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Slain White Supremacist Investigated in Murder of Colorado Prison Chief

Colorado officials this morning are investigating the possibility that a white supremacist reportedly killed by police after a Thursday shootout and chase in Texas murdered the head of the Colorado Department of Corrections earlier in the week, The Denver Post reports. Tom Clements, executive director of the department, was shot dead on Tuesday after opening the door of his Monument home to a stranger.

The apparent suspect was identified in several reports as Evan Spencer Ebel, a 28-year-old Denver parolee who was shot to death Thursday after first wounding a North Texas sheriff’s deputy and then crashing his car during a chase that reached speeds of over 100 mph. Officials told the Post and other Colorado news outlets that the Cadillac Ebel was driving is similar to a car that was described by witnesses as waiting outside Clements' home for about a half hour before the official was murdered.

Ebel was identified as a member of the 211 Crew, also known as the Aryan Alliance, a particularly vicious regional white supremacist prison gang whose size has been estimated at somewhere between several hundred and a thousand members, all in Colorado. A major, four-year racketeering investigation of the group culminated in 2005 with the arrests of 32 gang members and associates. One of them was Benjamin Davis, who started the gang in 1995, and was ultimately convicted of racketeering, assault and conspiracy and sentenced to 108 years in prison.

The 211 Crew may be most infamous for two of its members, Jeremiah Barnum and Nathan Thill, two men who were convicted of charges related to the 1997 bus-stop murder of Senegalese immigrant Oumar Dia. Dia was murdered, Thill once said, because he was “wearing the enemy’s uniform” — his black skin. Thill, who also shot and paralyzed a white woman who tried to help Dia, is serving a life sentence and Barnum, who was convicted of lesser charges, was killed by Colorado police when he tried to aim a gun at officers in a 2012 confrontation.

Officials have said that the 211 Crew was started by Davis initially after attacks by black inmates on white prisoners, but quickly morphed into a major criminal enterprise. Inmates seeking to join were reportedly required to attack someone selected by gang “shot callers,” and the only way out is to die. Once members were released from prison, they were required to earn money on the streets — dealing drugs and weapons trafficking, along with other criminal activity — in order to support gang members still in prison, who form most of the group, officials said.

A Department of Corrections official quoted by the Denver Post said officials are investigating if the murder of Clements was ordered by gang officials. “What’s not known,” the unnamed official told the paper, “is whether this was ordered or a crime of opportunity.” All Colorado prisons were placed on lock-down Tuesday night.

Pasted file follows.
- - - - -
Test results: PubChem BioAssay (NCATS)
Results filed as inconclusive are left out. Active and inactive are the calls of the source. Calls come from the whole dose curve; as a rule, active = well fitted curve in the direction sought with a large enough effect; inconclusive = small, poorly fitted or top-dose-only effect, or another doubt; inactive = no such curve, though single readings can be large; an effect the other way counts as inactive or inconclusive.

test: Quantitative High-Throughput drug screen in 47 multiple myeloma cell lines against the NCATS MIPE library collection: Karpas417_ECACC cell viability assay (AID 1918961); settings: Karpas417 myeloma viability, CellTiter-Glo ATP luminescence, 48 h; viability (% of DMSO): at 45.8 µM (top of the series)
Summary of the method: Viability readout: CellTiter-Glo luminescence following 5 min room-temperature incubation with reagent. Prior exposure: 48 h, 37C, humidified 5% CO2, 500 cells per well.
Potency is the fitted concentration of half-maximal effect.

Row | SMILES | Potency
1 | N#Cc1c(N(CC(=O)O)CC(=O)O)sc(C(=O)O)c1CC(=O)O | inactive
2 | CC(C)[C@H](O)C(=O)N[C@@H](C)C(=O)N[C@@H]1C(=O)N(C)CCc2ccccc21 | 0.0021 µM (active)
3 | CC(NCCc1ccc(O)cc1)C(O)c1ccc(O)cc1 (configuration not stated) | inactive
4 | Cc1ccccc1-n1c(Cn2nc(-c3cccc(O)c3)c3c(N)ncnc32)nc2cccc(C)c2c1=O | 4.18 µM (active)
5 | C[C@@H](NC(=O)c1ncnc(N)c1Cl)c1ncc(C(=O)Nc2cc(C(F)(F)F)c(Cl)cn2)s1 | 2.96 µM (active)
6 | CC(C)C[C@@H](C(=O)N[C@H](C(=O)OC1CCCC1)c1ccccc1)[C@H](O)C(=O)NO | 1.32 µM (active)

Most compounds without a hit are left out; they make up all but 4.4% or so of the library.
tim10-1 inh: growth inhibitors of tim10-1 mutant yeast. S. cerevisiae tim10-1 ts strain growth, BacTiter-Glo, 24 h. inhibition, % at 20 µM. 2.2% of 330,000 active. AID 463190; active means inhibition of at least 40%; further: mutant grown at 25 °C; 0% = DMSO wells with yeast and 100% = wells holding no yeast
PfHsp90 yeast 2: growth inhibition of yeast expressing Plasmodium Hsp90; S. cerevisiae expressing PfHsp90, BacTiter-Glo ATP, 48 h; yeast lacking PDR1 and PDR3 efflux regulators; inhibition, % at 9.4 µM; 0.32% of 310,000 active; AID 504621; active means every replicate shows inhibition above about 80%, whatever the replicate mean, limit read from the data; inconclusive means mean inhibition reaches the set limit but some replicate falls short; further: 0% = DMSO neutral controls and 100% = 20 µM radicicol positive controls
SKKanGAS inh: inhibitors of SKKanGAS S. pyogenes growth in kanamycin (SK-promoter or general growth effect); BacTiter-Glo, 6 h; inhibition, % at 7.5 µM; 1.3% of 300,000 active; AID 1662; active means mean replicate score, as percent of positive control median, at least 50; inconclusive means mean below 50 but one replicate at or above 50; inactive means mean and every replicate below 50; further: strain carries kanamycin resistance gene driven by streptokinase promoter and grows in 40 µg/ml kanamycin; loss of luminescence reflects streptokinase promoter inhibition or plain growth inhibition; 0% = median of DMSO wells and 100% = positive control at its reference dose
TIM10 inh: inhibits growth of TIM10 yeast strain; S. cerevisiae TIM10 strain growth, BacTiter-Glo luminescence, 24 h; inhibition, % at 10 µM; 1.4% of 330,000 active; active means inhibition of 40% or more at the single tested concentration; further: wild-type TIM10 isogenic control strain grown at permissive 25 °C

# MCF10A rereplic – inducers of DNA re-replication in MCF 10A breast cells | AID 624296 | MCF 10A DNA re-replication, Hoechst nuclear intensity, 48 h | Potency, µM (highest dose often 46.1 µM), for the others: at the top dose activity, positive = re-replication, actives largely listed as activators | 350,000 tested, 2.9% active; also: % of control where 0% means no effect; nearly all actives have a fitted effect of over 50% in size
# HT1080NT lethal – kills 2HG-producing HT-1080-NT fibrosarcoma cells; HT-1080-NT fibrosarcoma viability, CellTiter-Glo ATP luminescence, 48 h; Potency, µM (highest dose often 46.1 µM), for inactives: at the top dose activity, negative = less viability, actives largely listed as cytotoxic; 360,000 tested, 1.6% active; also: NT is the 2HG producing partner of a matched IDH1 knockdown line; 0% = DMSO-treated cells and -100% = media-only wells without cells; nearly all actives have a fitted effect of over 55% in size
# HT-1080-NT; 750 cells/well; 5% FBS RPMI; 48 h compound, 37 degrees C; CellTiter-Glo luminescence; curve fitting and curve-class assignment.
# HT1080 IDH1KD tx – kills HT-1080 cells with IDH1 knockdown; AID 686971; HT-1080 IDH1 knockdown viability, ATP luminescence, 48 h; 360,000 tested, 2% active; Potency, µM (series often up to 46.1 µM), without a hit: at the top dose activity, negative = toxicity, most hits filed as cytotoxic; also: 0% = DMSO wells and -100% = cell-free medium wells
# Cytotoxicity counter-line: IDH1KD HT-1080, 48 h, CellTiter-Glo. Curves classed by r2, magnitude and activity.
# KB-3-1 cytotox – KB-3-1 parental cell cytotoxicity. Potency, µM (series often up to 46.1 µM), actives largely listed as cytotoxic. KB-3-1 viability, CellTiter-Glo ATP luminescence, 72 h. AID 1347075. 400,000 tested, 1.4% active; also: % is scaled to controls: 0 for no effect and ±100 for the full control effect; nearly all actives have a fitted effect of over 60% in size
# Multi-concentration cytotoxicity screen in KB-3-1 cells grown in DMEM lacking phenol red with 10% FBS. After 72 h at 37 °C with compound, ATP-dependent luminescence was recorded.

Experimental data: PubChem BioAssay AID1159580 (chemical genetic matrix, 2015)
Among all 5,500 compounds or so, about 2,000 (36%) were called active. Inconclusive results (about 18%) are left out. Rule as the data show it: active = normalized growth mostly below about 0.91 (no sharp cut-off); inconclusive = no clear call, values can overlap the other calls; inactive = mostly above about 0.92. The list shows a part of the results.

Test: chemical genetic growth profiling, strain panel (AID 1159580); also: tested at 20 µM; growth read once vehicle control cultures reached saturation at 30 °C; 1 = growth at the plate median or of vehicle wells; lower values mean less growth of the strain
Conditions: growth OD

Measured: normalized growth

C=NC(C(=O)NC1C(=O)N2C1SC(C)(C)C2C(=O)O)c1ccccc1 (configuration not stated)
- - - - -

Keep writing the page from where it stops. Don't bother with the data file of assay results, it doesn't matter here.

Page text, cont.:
The case is the second recent episode in which officials suspect a criminal justice official may have been assassinated by a member of a white supremacist prison gang. On Jan. 31, Kaufman County, Texas, prosecutor Mark Hasse was murdered by one or two masked men as he walked from his car to the county courthouse. The men fled, but officials told The Dallas Morning News that Hasse had been “heavily involved” in prosecutions of members of the Aryan Brotherhood of Texas, and have been investigating that particularly vicious prison gang as a result.

The 211 Crew is known for its paramilitary structure, with members using titles like major, captain and lieutenant, and for elaborate verbal and written codes that all members are required to learn. Its members have murdered at least one fellow inmate and attacked many others. In a notorious case, a former Colorado prisoner was awarded $165,000 after he was extorted and repeatedly raped by 211 members while Department of Corrections officials reportedly did nothing to help.

The gang’s name, 211, comes from the California penal code for robbery. Members are often tattooed with “211” or a shamrock, after its founder’s Irish roots.

The chase Thursday began when a deputy with the Montague County, Texas, Sheriff’s Office tried to question Ebel in connection with an apparent drug deal. Ebel reportedly shot the deputy, who was wearing a bulletproof vest and survived, and a chase ensued. Ebel crashed his older model Cadillac after it was hit by a truck, then jumped out and began firing at his pursuers. He was shot to death.

Officials are also investigating whether Ebel was behind the murder of a pizza delivery man on Sunday in Colorado — a Domino’s delivery uniform shirt and a pizza box were reportedly found in his car after it crashed. Some officials reportedly suspect that delivery man Nathan Leon, 27, may have been killed by Ebel for his uniform, which Ebel may have then used to approach the home of Clements, the Department of Corrections official slain on Tuesday. Officials are also reportedly looking into the possibility that Ebel was behind still other murders.

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